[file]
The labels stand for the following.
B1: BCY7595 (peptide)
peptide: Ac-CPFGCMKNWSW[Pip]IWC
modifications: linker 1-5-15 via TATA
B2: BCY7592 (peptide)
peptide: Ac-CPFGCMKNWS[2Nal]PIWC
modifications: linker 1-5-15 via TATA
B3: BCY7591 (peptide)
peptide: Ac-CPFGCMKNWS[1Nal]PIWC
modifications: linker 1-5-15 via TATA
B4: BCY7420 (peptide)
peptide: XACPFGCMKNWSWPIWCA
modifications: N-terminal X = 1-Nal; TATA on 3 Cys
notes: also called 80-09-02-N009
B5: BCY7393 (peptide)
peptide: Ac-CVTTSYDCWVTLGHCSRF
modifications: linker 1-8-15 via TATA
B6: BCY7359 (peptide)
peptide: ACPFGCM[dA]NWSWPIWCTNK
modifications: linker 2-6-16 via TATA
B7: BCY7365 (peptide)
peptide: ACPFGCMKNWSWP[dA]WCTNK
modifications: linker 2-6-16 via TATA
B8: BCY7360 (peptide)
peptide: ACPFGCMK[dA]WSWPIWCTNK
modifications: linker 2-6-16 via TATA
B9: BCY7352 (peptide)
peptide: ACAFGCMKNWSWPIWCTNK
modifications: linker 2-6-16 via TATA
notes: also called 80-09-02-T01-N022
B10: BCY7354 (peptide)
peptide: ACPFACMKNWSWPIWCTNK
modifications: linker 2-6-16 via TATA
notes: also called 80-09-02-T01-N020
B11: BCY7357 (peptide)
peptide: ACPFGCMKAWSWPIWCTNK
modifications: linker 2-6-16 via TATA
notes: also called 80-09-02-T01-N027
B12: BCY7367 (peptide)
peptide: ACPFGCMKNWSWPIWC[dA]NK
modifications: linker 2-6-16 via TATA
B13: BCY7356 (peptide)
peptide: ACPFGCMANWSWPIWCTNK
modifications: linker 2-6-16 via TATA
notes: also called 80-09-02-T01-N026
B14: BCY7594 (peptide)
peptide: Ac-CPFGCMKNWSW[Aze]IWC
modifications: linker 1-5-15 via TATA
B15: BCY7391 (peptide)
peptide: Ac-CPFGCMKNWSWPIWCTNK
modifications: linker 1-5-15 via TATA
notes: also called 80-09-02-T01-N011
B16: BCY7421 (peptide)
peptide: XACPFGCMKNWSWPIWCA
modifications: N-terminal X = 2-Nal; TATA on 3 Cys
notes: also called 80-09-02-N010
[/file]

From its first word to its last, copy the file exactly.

The labels stand for the following.
B1: BCY7595 (peptide)
peptide: Ac-CPFGCMKNWSW[Pip]IWC
modifications: linker 1-5-15 via TATA
B2: BCY7592 (peptide)
peptide: Ac-CPFGCMKNWS[2Nal]PIWC
modifications: linker 1-5-15 via TATA
B3: BCY7591 (peptide)
peptide: Ac-CPFGCMKNWS[1Nal]PIWC
modifications: linker 1-5-15 via TATA
B4: BCY7420 (peptide)
peptide: XACPFGCMKNWSWPIWCA
modifications: N-terminal X = 1-Nal; TATA on 3 Cys
notes: also called 80-09-02-N009
B5: BCY7393 (peptide)
peptide: Ac-CVTTSYDCWVTLGHCSRF
modifications: linker 1-8-15 via TATA
B6: BCY7359 (peptide)
peptide: ACPFGCM[dA]NWSWPIWCTNK
modifications: linker 2-6-16 via TATA
B7: BCY7365 (peptide)
peptide: ACPFGCMKNWSWP[dA]WCTNK
modifications: linker 2-6-16 via TATA
B8: BCY7360 (peptide)
peptide: ACPFGCMK[dA]WSWPIWCTNK
modifications: linker 2-6-16 via TATA
B9: BCY7352 (peptide)
peptide: ACAFGCMKNWSWPIWCTNK
modifications: linker 2-6-16 via TATA
notes: also called 80-09-02-T01-N022
B10: BCY7354 (peptide)
peptide: ACPFACMKNWSWPIWCTNK
modifications: linker 2-6-16 via TATA
notes: also called 80-09-02-T01-N020
B11: BCY7357 (peptide)
peptide: ACPFGCMKAWSWPIWCTNK
modifications: linker 2-6-16 via TATA
notes: also called 80-09-02-T01-N027
B12: BCY7367 (peptide)
peptide: ACPFGCMKNWSWPIWC[dA]NK
modifications: linker 2-6-16 via TATA
B13: BCY7356 (peptide)
peptide: ACPFGCMANWSWPIWCTNK
modifications: linker 2-6-16 via TATA
notes: also called 80-09-02-T01-N026
B14: BCY7594 (peptide)
peptide: Ac-CPFGCMKNWSW[Aze]IWC
modifications: linker 1-5-15 via TATA
B15: BCY7391 (peptide)
peptide: Ac-CPFGCMKNWSWPIWCTNK
modifications: linker 1-5-15 via TATA
notes: also called 80-09-02-T01-N011
B16: BCY7421 (peptide)
peptide: XACPFGCMKNWSWPIWCA
modifications: N-terminal X = 2-Nal; TATA on 3 Cys
notes: also called 80-09-02-N010